Unlike many other countries, poetry in Ireland has had a strong presence in public life for centuries. From the royal houses in the early Middle Ages to the 21st century, the role of the poet has been very important in Irish society. Similar to theater, but also narrative literature, poetry lives in dialogue with the time in which it is written. She casts a questioning look at contemporary events without losing the necessary distance to what is happening, because in poetry language has priority. A peculiarity of Irish poetry is that at the end of the 19th and beginning of the 20th century it not only commented on various, mostly political events in its own country, but also decisively influenced or was influenced by them.
Old Irish seal
With the beginning of Christianity around AD 430, the written word also came to Ireland. The country can therefore look back on one of the oldest literary traditions. Old Irish poetry was reserved for certain people only and, before the arrival of Christianity, fulfilled other functions in society: the poet had psychic abilities and also preserved the myths and legends of his tribe. But not only that: he was also the guardian of the many laws that regulated the coexistence of people. After 430 AD. however, its role was limited to the preservation of historical traditions and poetry itself. The training for fìli , which incidentally also women(banfìli) lasted for many years and aimed at mastering various types of meters. Poetry was varied in form and content: hymn of praise for a royal family, satire on social conditions, natural poetry and heroic epic. Because of his eloquence, a fìli was honored and feared in society, because a humiliating poem could quickly push the person concerned into social marginalization. Because this tradition of poetry was based on memorization, i.e. it was an oral tradition, only a few of the verses that must have been in circulation at the time have survived in written form. The best known is probably that Epic of the Northern Irish royal family of the Ulaíd, Táin Bó Cuailnge (The theft of cattle from Cuailnge), which is recorded for the first time in writing in a manuscript from the 12th century and whose most famous modern version is THOMAS KINSELLA’s English translation The Táin, published in 1969.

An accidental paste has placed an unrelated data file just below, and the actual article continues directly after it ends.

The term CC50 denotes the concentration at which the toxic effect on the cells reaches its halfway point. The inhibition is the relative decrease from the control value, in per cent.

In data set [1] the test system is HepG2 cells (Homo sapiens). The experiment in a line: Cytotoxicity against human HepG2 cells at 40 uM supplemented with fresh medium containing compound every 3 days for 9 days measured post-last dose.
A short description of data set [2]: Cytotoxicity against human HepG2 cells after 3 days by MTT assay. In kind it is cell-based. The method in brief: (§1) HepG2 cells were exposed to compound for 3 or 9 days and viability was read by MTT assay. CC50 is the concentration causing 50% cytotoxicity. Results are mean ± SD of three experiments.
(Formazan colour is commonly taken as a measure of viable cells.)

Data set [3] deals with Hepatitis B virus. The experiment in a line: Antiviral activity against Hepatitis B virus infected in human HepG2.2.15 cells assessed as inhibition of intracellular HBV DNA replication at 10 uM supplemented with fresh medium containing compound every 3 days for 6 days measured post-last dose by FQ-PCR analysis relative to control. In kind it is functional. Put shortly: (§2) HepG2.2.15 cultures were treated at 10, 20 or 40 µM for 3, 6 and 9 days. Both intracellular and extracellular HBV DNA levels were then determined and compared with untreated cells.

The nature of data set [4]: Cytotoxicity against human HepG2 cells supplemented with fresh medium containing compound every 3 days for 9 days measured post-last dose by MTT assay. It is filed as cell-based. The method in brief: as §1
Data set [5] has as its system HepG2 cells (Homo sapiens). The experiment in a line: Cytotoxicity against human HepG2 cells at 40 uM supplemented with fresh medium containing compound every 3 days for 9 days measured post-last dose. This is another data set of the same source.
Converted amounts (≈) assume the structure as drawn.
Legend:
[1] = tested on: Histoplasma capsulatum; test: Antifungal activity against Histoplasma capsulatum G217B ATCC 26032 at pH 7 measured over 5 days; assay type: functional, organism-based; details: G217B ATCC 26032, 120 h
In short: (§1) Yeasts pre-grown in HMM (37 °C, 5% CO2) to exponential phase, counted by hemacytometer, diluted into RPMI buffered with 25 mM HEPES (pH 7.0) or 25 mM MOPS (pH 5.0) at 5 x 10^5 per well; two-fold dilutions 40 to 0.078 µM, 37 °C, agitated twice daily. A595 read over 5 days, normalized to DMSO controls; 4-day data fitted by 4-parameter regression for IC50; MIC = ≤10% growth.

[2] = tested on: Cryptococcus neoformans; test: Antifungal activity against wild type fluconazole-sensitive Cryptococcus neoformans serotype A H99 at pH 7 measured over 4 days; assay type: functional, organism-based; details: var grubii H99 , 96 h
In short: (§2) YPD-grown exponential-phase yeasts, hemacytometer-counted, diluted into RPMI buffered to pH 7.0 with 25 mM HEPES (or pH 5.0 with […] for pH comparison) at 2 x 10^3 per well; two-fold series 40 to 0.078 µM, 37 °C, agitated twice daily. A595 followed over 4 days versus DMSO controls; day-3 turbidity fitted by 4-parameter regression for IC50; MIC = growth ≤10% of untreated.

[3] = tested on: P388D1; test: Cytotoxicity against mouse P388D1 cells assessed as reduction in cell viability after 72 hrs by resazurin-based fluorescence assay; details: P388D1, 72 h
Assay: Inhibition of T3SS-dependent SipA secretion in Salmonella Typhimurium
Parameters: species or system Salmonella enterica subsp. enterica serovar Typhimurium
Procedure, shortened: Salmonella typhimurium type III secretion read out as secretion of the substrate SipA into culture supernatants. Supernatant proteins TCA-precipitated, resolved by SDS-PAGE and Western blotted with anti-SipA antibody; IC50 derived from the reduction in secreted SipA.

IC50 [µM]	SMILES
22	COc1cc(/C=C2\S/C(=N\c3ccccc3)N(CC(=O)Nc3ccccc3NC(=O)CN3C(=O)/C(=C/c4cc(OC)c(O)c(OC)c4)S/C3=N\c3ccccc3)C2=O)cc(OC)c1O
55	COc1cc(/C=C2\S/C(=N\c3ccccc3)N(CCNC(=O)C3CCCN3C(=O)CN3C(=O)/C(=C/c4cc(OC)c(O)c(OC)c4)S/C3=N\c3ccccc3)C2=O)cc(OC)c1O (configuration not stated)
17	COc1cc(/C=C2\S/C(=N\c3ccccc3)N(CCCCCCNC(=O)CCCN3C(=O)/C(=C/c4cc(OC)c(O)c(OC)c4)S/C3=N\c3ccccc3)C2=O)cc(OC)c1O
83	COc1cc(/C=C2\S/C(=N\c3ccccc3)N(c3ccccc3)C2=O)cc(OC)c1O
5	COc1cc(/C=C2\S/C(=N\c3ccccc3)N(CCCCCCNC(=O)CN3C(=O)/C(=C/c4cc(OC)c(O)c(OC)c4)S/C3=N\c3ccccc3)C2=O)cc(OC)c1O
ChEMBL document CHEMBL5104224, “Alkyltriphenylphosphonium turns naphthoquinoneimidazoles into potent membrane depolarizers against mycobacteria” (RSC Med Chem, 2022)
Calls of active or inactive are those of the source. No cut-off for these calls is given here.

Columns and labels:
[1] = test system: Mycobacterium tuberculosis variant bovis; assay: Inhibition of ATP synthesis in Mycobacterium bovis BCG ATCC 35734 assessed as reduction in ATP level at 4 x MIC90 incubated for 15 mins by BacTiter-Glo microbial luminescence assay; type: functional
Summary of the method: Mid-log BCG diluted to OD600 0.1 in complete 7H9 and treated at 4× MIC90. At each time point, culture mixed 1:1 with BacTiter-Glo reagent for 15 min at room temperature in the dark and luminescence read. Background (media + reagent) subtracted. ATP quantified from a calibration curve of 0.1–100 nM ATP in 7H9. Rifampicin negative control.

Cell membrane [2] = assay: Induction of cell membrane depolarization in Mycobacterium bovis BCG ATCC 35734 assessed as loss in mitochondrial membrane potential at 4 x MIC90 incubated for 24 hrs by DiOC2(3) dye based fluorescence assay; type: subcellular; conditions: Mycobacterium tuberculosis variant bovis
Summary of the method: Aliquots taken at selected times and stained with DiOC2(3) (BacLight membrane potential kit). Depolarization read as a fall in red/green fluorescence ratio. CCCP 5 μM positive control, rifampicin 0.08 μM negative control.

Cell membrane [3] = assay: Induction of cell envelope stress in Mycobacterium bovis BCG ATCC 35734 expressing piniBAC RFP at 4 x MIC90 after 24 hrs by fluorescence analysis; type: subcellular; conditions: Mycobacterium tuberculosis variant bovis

Irish poetry until 1800
In the course of the Anglo-Norman immigration and conquest in the 12th century, the role of the Irish poet changed again. In order to preserve the own Irish tradition more strongly, a close alliance was established between a mostly aristocratic patron and the artist he sponsored. One speaks of the golden age of Irish culture from the 13th to 15th centuries.
At this time, however, the second line of poetry in (Middle) English was developing in Ireland. The Anglo-Norman aristocracy also wrote verses, albeit mostly under strong Irish influence.
The collapse of old Irish society in the period 1550-1700 displaced the formerly strong presence of the Irish poet. The expression for this may be the Aisling poetry, a dream vision of the return of the old Irish kings. Instead, poetry from the English-speaking tradition became more and more important.
The most important representative from the settler generation in the late 16th century is EDMUND SPENSER. His verse epic The Fairie Queene (1596, Eng. The Fairy Queen) is an expression of the ambivalent attitude of the settlers towards the Gaelic, mostly perceived as uncultivated and barbaric Irish.
JONATHAN SWIFT comes from the same tradition in the 18th century. His poetic and general literary work criticizes the imbalances on the Emerald Isle.
A generation later, OLIVER GOLDSMITH’s draft of a harmonious, Irish rural community was supposed to criticize the loss of the old order and the wealth and striving for power of the emerging merchant class.
The Celtic Revival and its aftermath